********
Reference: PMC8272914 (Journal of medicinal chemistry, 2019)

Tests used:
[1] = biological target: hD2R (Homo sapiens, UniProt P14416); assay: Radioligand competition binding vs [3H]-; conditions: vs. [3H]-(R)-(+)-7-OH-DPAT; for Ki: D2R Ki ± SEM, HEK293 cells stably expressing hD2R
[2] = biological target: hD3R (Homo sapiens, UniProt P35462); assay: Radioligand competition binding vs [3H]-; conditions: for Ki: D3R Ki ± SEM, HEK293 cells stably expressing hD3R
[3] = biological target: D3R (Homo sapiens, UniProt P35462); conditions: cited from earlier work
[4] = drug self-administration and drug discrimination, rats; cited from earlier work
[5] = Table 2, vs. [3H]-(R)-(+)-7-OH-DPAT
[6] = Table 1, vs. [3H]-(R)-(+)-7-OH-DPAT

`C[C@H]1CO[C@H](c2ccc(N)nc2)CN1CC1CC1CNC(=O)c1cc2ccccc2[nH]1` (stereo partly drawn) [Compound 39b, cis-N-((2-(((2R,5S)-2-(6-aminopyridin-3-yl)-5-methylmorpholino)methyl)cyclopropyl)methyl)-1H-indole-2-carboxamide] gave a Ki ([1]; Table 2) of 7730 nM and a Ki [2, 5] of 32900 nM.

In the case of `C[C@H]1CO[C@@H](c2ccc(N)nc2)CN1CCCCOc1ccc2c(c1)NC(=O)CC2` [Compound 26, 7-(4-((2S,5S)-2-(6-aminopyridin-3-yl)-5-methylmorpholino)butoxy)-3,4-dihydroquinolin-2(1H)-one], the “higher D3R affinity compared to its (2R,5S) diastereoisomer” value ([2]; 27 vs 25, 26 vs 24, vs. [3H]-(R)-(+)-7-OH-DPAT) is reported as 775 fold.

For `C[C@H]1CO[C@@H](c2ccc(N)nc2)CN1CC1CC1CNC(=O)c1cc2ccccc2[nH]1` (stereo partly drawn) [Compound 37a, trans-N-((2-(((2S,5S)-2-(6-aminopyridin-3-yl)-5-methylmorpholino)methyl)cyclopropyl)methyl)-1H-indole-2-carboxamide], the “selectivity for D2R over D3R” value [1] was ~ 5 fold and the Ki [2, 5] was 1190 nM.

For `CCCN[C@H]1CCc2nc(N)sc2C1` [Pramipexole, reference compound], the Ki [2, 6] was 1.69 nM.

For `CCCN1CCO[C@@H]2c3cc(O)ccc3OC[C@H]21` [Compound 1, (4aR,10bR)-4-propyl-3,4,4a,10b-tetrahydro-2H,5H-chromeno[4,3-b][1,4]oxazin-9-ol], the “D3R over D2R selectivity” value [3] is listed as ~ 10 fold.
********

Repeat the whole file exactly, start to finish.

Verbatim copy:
Reference: PMC8272914 (Journal of medicinal chemistry, 2019)

Tests used:
[1] = biological target: hD2R (Homo sapiens, UniProt P14416); assay: Radioligand competition binding vs [3H]-; conditions: vs. [3H]-(R)-(+)-7-OH-DPAT; for Ki: D2R Ki ± SEM, HEK293 cells stably expressing hD2R
[2] = biological target: hD3R (Homo sapiens, UniProt P35462); assay: Radioligand competition binding vs [3H]-; conditions: for Ki: D3R Ki ± SEM, HEK293 cells stably expressing hD3R
[3] = biological target: D3R (Homo sapiens, UniProt P35462); conditions: cited from earlier work
[4] = drug self-administration and drug discrimination, rats; cited from earlier work
[5] = Table 2, vs. [3H]-(R)-(+)-7-OH-DPAT
[6] = Table 1, vs. [3H]-(R)-(+)-7-OH-DPAT

`C[C@H]1CO[C@H](c2ccc(N)nc2)CN1CC1CC1CNC(=O)c1cc2ccccc2[nH]1` (stereo partly drawn) [Compound 39b, cis-N-((2-(((2R,5S)-2-(6-aminopyridin-3-yl)-5-methylmorpholino)methyl)cyclopropyl)methyl)-1H-indole-2-carboxamide] gave a Ki ([1]; Table 2) of 7730 nM and a Ki [2, 5] of 32900 nM.

In the case of `C[C@H]1CO[C@@H](c2ccc(N)nc2)CN1CCCCOc1ccc2c(c1)NC(=O)CC2` [Compound 26, 7-(4-((2S,5S)-2-(6-aminopyridin-3-yl)-5-methylmorpholino)butoxy)-3,4-dihydroquinolin-2(1H)-one], the “higher D3R affinity compared to its (2R,5S) diastereoisomer” value ([2]; 27 vs 25, 26 vs 24, vs. [3H]-(R)-(+)-7-OH-DPAT) is reported as 775 fold.

For `C[C@H]1CO[C@@H](c2ccc(N)nc2)CN1CC1CC1CNC(=O)c1cc2ccccc2[nH]1` (stereo partly drawn) [Compound 37a, trans-N-((2-(((2S,5S)-2-(6-aminopyridin-3-yl)-5-methylmorpholino)methyl)cyclopropyl)methyl)-1H-indole-2-carboxamide], the “selectivity for D2R over D3R” value [1] was ~ 5 fold and the Ki [2, 5] was 1190 nM.

For `CCCN[C@H]1CCc2nc(N)sc2C1` [Pramipexole, reference compound], the Ki [2, 6] was 1.69 nM.

For `CCCN1CCO[C@@H]2c3cc(O)ccc3OC[C@H]21` [Compound 1, (4aR,10bR)-4-propyl-3,4,4a,10b-tetrahydro-2H,5H-chromeno[4,3-b][1,4]oxazin-9-ol], the “D3R over D2R selectivity” value [3] is listed as ~ 10 fold.